A Renegade History of the United States
(Free Press, 2010)
Thaddeus Russell’s new book, A Renegade History of the United States, is a collection of great stories about some of the country’s grand down-and-outers—and many others neither down nor out—who normally are either not mentioned or only marginally referred to in more conventional histories. To many Americans, Russell’s underlying thesis will seem as simple as it is startling: “The Founding Fathers understood what we now choose to ignore: Democracy is the enemy of personal freedom.” To illustrate this, Russell recounts the lives of a series of “renegades” in what he calls “the story of ‘bad’ Americans.”
The book documents how the boundaries of the acceptable have changed since the nation’s founding over two centuries ago. It details numerous struggles pitting those in authority, often representing respectability and wealth, against those who reject, ignore, or challenge the imposition of moral authority, the latter category often drawn from the poor, minorities, and the discontented.
Russell tells his tale through a divergent cast of characters that include such threats to traditional America as rebels, drunkards, hookers, “shiftless” slaves, gangsters, criminals, rock-and-rollers, drag queens, slackers, and immigrants from every background. Embracing a loosely libertarian perspective, the author draws upon a selective assortment of outsiders to address what he says is “the fight that political philosophers have always identified as the central conflict in history: that between the individual and society.”
For many, whether political philosophers, historians, or ordinary Americans, Russell’s “central conflict” is a false dichotomy, an artificially drawn juxtaposition that is at root ahistorical. Russell, who has a doctorate from Columbia and teaches history at Occidental College, seems more interested in provocation, in proving an ideological point, than really addressing the question as to the role of marginalized people in American life.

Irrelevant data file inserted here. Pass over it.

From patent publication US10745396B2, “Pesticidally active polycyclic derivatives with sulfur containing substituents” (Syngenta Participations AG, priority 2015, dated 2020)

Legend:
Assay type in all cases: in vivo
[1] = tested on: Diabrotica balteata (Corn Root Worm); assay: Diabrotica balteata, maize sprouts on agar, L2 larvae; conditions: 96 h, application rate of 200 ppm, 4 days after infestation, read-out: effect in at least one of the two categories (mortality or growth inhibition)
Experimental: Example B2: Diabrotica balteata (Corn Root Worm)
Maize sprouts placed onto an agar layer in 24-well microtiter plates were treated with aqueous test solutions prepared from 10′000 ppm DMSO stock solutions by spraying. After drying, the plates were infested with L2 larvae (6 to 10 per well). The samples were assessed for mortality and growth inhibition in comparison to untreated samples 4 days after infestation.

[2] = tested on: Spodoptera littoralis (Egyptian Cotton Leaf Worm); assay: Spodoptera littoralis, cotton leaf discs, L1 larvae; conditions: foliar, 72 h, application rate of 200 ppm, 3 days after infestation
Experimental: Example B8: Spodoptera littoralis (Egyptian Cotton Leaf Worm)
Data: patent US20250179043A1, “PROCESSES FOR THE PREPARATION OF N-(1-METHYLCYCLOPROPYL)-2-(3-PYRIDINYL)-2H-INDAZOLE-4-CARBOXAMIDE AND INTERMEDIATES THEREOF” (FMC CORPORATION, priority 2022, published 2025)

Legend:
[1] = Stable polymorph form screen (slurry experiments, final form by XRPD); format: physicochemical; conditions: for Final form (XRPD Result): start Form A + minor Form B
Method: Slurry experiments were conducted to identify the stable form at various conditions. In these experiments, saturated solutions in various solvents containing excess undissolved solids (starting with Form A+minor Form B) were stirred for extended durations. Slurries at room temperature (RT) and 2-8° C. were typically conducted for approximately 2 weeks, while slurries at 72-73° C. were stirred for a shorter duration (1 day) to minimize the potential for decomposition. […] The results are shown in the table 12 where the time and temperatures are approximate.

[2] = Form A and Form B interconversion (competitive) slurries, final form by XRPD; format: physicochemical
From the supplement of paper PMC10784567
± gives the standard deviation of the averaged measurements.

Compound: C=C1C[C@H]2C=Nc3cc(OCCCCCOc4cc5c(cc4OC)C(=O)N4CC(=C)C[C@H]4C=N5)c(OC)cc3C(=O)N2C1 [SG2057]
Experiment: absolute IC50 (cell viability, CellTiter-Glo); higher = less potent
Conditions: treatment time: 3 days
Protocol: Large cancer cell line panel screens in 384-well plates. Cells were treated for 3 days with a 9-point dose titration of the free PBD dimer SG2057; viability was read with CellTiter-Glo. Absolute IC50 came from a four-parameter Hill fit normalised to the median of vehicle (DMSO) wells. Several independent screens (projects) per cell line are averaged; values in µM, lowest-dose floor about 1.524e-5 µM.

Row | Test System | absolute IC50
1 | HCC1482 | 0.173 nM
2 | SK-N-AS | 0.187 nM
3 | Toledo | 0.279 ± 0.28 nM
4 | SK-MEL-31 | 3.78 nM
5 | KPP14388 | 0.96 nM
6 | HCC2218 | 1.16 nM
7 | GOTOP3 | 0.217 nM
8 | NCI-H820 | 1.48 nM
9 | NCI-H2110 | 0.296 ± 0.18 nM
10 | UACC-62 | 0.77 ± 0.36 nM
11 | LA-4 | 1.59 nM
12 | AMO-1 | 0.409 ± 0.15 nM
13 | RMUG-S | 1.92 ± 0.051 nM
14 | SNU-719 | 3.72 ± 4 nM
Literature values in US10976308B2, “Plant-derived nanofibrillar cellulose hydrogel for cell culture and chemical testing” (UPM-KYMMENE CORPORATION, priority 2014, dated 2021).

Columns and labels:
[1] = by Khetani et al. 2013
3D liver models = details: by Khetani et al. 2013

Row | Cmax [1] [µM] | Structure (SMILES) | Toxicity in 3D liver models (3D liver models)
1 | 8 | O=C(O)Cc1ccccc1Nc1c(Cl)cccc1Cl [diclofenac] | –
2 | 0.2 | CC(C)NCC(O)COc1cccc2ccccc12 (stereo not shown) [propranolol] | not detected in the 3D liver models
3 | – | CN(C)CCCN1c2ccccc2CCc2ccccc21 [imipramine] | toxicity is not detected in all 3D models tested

More troubling, Russell’s analysis is based on a facile or clichéd, if not false, opposition between “good” and “bad” people. It prevents him from considering how the notion of the “good” and “bad,” let alone the “acceptable” and the “unacceptable,” were established and changed over time. Nor does it permit him to consider how the mass of “ordinary” people lived their lives pulled and pushed between his moralistic polarity. It is this mass of Americans—including you and me—who embody the complex, and often contradictory value system that defines America and what it means to be both an individual and part of a society.
Russell’s Renegade History is not an academic work. Rather, it is a highly opinionated popular account of a traditionally marginalized subject: the outsider. It joins the much more illuminating accounts by Herbert Asbury of the underworlds of New York, New Orleans, Chicago, and other cities as well as the works of Louis Adamic (Dynamite) and Luc Sante (Low Life), among others, to help tell the story of an America that, for most, remains unseen.